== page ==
Regional variations of the road risk in France: A psychosocial study

Author(s): Bec-Gérion, Gaymard

Poster Presentation:




Road safety is a major issue of the 21st century. Despite a significant decline in the accident rate since the 1970s, in 2015, 3.461 persons died in traffic accidents, representing an increase of 2.4% over the last year and being the first mortality cause among the 18-24 years old. This rise is not homogeneously distributed within the country. Indeed, some departments are much more affected than others. Knowing that human factor is responsible for 90% of road fatalities, our research focuses on the interaction between the environment and human behavior to better understand the regional distribution of traffic accidents and investigate the cultural impact on road behaviors.


This communication aims to present certain psychosocial mechanisms behind these regional disparities. The presentation will be articulated around the study of personality and the conditionality of the rules. We hypothesized that people’s environment (e.g. urban/rural, number of bike paths, public transportation access, regional culture, etc.) influence and shape their road behaviors.


Participants, all drivers, answered online self-reported questionnaire composed such as:
- The first part is a psychological part addressing their representation of the road rule, their personality profiles including the following facets: Excitement-seeking, Anxiety, Anger, Altruism, Morality, and their locus of control (Goldbert, 2006; Ozkan, 2005)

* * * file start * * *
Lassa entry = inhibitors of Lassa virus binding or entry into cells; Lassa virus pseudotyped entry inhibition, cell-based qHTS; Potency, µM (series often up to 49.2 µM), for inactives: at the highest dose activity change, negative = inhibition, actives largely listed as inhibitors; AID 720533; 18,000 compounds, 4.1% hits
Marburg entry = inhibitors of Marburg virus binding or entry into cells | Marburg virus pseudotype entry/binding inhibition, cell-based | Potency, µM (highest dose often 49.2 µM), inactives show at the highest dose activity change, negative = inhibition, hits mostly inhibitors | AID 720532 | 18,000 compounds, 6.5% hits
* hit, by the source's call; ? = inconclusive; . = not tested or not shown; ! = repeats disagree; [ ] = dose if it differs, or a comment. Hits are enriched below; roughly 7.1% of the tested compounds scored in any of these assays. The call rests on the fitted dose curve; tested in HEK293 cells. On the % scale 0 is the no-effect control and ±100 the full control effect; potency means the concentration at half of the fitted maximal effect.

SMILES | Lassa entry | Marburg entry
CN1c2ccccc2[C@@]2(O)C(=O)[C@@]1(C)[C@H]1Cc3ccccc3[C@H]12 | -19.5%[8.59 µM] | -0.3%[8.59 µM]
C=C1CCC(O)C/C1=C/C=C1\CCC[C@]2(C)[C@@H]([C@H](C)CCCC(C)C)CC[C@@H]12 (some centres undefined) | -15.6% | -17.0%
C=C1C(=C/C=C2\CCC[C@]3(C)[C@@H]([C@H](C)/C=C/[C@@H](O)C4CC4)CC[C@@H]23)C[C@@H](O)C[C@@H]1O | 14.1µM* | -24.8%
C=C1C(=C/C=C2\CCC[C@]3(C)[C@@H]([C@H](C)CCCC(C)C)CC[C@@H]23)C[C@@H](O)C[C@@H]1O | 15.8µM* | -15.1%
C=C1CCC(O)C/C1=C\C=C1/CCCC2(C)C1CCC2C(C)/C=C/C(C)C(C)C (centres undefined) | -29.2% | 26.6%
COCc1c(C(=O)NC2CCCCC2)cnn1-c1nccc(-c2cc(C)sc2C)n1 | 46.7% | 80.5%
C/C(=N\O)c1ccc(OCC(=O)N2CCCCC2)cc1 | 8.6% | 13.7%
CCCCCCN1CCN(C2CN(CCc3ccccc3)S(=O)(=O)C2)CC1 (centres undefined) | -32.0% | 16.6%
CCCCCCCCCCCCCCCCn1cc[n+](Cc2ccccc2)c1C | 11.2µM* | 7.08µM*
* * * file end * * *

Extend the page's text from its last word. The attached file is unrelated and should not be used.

- The second part measures their risk aversion and identify “calculated risk-taking” and “legitimate transgressions” (Gaymard, 2014)
- The final part questions their mobility behavior (e.g. ‘How many hours per day during day week do you drive a car?’), their accident history (e.g. ‘How many times did you have an accident at-fault?’), and their social-demographics characteristics (e.g. age, sex, location)


This study is an ongoing research. To date, we have had 2.209 complete answers covering the different regions in France whose 1.761 are young drivers. The end of the data collection is planned in December 2019 and the results will thus be available for the conference.


Discussion will be available for the conference.


The results will impact policy-makers and road safety associations who will have a better understanding of drivers’ road risk-taking since no such study exists in France. It will constitute a more effective basis to target preventive measures (Vaa, Assum, Ulleberg, & Veisten, 2004). Indeed, Salem, Rican and Kürzinger (2006) illustrate the importance of contextualizing socio-economic indicators at the local level. By working on road accidents subject, they notice significant regional variations, referring “in all cases to the existence of real regional differences in how the road is approached”.